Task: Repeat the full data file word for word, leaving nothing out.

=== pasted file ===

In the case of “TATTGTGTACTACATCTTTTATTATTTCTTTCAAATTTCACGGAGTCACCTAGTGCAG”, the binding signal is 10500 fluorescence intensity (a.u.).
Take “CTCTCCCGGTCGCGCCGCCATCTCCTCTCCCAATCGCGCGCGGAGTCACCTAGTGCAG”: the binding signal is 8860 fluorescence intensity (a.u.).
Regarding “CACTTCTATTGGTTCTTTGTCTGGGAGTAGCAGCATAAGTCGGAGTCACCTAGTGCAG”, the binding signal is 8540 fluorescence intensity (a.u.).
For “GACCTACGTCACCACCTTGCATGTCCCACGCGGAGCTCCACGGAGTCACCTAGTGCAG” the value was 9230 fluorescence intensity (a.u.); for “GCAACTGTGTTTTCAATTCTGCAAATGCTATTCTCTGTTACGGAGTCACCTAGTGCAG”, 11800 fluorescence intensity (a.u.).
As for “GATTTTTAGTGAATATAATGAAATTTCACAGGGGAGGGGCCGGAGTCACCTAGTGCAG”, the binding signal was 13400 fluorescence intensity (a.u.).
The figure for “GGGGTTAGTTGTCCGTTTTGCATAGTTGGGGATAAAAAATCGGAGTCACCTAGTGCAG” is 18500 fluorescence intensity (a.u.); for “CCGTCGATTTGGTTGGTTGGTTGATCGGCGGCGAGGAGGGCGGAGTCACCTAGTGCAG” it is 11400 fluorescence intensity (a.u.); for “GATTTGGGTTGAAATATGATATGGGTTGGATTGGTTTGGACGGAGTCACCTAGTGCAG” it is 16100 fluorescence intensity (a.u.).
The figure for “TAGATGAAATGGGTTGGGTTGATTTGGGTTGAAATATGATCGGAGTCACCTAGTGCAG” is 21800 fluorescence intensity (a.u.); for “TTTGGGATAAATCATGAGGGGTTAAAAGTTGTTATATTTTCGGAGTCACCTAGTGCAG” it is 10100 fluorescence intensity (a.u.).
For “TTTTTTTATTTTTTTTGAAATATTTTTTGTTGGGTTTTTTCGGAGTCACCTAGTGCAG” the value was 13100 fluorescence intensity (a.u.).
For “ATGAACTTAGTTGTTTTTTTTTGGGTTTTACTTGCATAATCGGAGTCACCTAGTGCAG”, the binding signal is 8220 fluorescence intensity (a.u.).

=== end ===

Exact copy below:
In the case of “TATTGTGTACTACATCTTTTATTATTTCTTTCAAATTTCACGGAGTCACCTAGTGCAG”, the binding signal is 10500 fluorescence intensity (a.u.).
Take “CTCTCCCGGTCGCGCCGCCATCTCCTCTCCCAATCGCGCGCGGAGTCACCTAGTGCAG”: the binding signal is 8860 fluorescence intensity (a.u.).
Regarding “CACTTCTATTGGTTCTTTGTCTGGGAGTAGCAGCATAAGTCGGAGTCACCTAGTGCAG”, the binding signal is 8540 fluorescence intensity (a.u.).
For “GACCTACGTCACCACCTTGCATGTCCCACGCGGAGCTCCACGGAGTCACCTAGTGCAG” the value was 9230 fluorescence intensity (a.u.); for “GCAACTGTGTTTTCAATTCTGCAAATGCTATTCTCTGTTACGGAGTCACCTAGTGCAG”, 11800 fluorescence intensity (a.u.).
As for “GATTTTTAGTGAATATAATGAAATTTCACAGGGGAGGGGCCGGAGTCACCTAGTGCAG”, the binding signal was 13400 fluorescence intensity (a.u.).
The figure for “GGGGTTAGTTGTCCGTTTTGCATAGTTGGGGATAAAAAATCGGAGTCACCTAGTGCAG” is 18500 fluorescence intensity (a.u.); for “CCGTCGATTTGGTTGGTTGGTTGATCGGCGGCGAGGAGGGCGGAGTCACCTAGTGCAG” it is 11400 fluorescence intensity (a.u.); for “GATTTGGGTTGAAATATGATATGGGTTGGATTGGTTTGGACGGAGTCACCTAGTGCAG” it is 16100 fluorescence intensity (a.u.).
The figure for “TAGATGAAATGGGTTGGGTTGATTTGGGTTGAAATATGATCGGAGTCACCTAGTGCAG” is 21800 fluorescence intensity (a.u.); for “TTTGGGATAAATCATGAGGGGTTAAAAGTTGTTATATTTTCGGAGTCACCTAGTGCAG” it is 10100 fluorescence intensity (a.u.).
For “TTTTTTTATTTTTTTTGAAATATTTTTTGTTGGGTTTTTTCGGAGTCACCTAGTGCAG” the value was 13100 fluorescence intensity (a.u.).
For “ATGAACTTAGTTGTTTTTTTTTGGGTTTTACTTGCATAATCGGAGTCACCTAGTGCAG”, the binding signal is 8220 fluorescence intensity (a.u.).